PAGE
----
The Brussels government and the board of directors of the Brussels public transport company MIVB/STIB have signed the new 2024-2028 management agreement. The agreement provides for an 11,9% increase in supply so that MIVB/STIB can count 457 million passengers by 2028, or over a third more than 2022. Indexation of fares is provided, but for next year, it does not cover preferential fares.
Usually, this agreement should have been ratified earlier. Still, at a previous attempt, the French-speaking socialist’s PS went obstructionist at the eleventh hour, just over the indexation of preferential fares. On Friday afternoon, the government approved the agreement again after the board had done so earlier.
The increase in supply involves increasing the frequencies of bus, tram, and metro from a minimum of 15 minutes from 7 a.m. during the week and 9 a.m. during weekends. On the joint route of metro lines 1 and 5, the maximum waiting time decreases to 2 minutes.
The contract also mentions commissioning new vehicles (buses, trams, and metros), new tram lines, and reorganizing existing lines, such as the 7, 25, and 62. The aim is still to electrify the entire bus fleet by 2035 (which includes the construction and adaptation of depots). The Region and MIVB/STIB will also work with the municipalities to improve public spaces to ensure a better flow of public transport.
Brussels Mobility and MIVB/STIB also work with other public transport companies on fare integration and network complementarity. At the same time, MaaS (Mobility as a Service via the Floya app) will be further expanded. The Region is developing a ‘Mobility Hubs’ network with MIVB/STIB.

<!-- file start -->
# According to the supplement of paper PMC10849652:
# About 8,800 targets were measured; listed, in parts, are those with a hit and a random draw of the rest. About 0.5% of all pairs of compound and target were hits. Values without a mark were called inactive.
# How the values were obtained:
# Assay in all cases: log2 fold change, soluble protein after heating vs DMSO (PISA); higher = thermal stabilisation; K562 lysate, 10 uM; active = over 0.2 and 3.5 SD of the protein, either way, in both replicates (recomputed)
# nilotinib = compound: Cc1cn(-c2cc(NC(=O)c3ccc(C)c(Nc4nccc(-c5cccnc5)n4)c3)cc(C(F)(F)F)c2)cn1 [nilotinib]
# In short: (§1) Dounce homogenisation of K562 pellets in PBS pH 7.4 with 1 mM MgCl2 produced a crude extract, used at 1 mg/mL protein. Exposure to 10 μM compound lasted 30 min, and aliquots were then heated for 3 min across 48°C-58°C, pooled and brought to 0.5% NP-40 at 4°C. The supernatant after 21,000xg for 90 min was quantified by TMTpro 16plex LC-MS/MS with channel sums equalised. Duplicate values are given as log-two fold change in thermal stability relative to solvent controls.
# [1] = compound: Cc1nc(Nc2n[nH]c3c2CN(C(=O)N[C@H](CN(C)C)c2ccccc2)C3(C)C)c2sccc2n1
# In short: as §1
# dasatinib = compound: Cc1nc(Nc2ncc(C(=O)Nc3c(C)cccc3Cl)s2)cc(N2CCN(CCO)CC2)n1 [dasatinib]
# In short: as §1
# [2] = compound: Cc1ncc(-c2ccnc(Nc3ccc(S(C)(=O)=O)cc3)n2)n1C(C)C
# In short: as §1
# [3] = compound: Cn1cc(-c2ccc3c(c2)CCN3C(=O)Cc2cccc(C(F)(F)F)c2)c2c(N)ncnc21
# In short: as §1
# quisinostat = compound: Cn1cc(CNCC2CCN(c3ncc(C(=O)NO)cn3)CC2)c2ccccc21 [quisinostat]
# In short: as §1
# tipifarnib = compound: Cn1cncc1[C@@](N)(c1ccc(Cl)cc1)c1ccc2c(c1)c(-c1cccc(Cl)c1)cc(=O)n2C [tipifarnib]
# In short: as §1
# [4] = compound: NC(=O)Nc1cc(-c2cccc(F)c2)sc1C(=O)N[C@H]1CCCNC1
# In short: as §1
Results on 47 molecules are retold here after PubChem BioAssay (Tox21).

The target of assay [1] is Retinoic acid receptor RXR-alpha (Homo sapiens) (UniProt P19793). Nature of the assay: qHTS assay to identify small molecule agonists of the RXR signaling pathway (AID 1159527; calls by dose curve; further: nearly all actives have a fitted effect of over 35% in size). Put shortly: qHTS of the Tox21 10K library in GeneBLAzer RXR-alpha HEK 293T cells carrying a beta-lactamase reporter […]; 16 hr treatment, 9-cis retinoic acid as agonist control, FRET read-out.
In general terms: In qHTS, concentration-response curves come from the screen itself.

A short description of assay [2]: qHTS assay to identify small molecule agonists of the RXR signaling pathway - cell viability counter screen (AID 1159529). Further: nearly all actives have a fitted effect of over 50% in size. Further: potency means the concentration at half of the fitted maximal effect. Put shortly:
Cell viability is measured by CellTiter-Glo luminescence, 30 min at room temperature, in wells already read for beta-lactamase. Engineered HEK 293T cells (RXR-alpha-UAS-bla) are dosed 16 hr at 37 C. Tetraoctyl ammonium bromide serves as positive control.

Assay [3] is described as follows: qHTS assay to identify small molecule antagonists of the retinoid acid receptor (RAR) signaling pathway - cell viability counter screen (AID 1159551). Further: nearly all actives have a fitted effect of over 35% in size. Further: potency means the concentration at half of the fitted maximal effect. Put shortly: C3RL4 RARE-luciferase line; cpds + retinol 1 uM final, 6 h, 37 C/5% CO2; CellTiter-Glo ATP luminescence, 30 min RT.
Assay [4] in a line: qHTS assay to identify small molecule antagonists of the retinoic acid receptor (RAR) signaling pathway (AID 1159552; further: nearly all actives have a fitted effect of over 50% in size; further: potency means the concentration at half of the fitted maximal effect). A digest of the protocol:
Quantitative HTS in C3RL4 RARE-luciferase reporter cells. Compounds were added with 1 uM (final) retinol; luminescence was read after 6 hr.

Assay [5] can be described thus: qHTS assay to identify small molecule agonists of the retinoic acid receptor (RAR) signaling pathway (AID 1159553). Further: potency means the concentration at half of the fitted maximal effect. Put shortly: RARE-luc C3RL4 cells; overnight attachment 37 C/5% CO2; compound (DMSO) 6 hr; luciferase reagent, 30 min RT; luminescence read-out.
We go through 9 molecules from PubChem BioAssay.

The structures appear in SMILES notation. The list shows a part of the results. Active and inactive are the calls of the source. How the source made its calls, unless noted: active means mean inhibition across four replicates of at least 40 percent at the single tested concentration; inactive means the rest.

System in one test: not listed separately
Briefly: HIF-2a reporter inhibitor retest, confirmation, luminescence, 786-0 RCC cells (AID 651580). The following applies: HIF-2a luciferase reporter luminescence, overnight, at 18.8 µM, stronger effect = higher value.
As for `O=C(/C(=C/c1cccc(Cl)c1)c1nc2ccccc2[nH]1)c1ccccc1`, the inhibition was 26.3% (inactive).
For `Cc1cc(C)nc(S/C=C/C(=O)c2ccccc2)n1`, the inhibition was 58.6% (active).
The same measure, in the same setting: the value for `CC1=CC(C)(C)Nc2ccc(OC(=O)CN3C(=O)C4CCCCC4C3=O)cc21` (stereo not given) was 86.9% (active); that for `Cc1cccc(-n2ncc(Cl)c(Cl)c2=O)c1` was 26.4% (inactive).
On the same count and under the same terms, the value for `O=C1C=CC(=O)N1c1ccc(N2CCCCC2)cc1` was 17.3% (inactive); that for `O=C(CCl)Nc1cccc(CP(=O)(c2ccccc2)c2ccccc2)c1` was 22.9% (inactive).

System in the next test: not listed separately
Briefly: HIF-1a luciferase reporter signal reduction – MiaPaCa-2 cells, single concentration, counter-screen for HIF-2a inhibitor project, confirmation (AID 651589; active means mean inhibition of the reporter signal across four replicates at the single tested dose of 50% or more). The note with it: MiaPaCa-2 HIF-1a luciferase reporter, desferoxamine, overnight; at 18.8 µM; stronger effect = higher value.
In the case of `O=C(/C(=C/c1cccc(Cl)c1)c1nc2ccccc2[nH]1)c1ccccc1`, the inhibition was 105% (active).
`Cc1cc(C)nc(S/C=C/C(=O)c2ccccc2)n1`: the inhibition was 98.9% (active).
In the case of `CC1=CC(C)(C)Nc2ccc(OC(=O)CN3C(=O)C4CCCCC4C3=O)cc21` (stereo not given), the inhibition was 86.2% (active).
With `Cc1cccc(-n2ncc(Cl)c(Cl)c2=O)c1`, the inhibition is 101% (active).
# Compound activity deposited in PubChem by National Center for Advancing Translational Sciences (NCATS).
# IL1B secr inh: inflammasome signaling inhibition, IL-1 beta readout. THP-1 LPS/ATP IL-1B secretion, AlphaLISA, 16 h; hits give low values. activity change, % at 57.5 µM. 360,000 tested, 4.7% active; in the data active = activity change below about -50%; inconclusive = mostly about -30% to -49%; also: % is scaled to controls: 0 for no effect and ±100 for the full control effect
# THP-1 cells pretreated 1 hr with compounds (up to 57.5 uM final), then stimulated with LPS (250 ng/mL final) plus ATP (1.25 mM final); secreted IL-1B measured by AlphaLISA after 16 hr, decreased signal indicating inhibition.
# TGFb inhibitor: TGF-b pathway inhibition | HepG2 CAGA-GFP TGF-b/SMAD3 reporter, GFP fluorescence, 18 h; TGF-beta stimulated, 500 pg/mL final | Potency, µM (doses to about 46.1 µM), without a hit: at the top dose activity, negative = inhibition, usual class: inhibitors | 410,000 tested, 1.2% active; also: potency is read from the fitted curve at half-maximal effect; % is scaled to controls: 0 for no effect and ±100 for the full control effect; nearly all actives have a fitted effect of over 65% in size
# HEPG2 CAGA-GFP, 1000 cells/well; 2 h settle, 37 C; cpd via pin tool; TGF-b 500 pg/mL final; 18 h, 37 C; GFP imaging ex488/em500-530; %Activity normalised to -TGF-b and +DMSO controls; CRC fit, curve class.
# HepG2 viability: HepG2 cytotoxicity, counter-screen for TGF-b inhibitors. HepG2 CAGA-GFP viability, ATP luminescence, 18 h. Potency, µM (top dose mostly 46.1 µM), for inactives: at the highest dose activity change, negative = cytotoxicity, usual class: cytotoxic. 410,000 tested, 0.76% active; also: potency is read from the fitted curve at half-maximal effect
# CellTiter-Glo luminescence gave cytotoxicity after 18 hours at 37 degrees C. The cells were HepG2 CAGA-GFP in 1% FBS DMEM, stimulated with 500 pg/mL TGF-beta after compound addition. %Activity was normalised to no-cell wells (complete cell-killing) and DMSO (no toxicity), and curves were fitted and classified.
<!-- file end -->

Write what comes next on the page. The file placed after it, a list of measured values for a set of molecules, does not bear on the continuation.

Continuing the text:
In addition, the agreement includes agreements on the environment, energy (traffic) safety, drug use, more public toilets, transparency, and management, among others.
For example, MIVB/STIB will contribute to the Region’s energy transition by reducing consumption by 1,9% per year, including installing additional solar panels and adapting construction and renovation methods. Reducing noise and vibrations associated with public transport operations is also one of the objectives.
“We will enable MIVB/STIB to make life easier for all Brussels residents and allow the city to breathe. 12% more buses, trams and metros, a quality service, ever more accessible for people with reduced mobility and safer for women that is what is in the pipeline,” Mobility Minister Elke Van den Brandt (Groen) summed up the new management agreement.
The Brussels Region wants to achieve a modal shift whereby the use of private cars decreases by 25%, and the use of public transport increases for distances greater than two kilometers.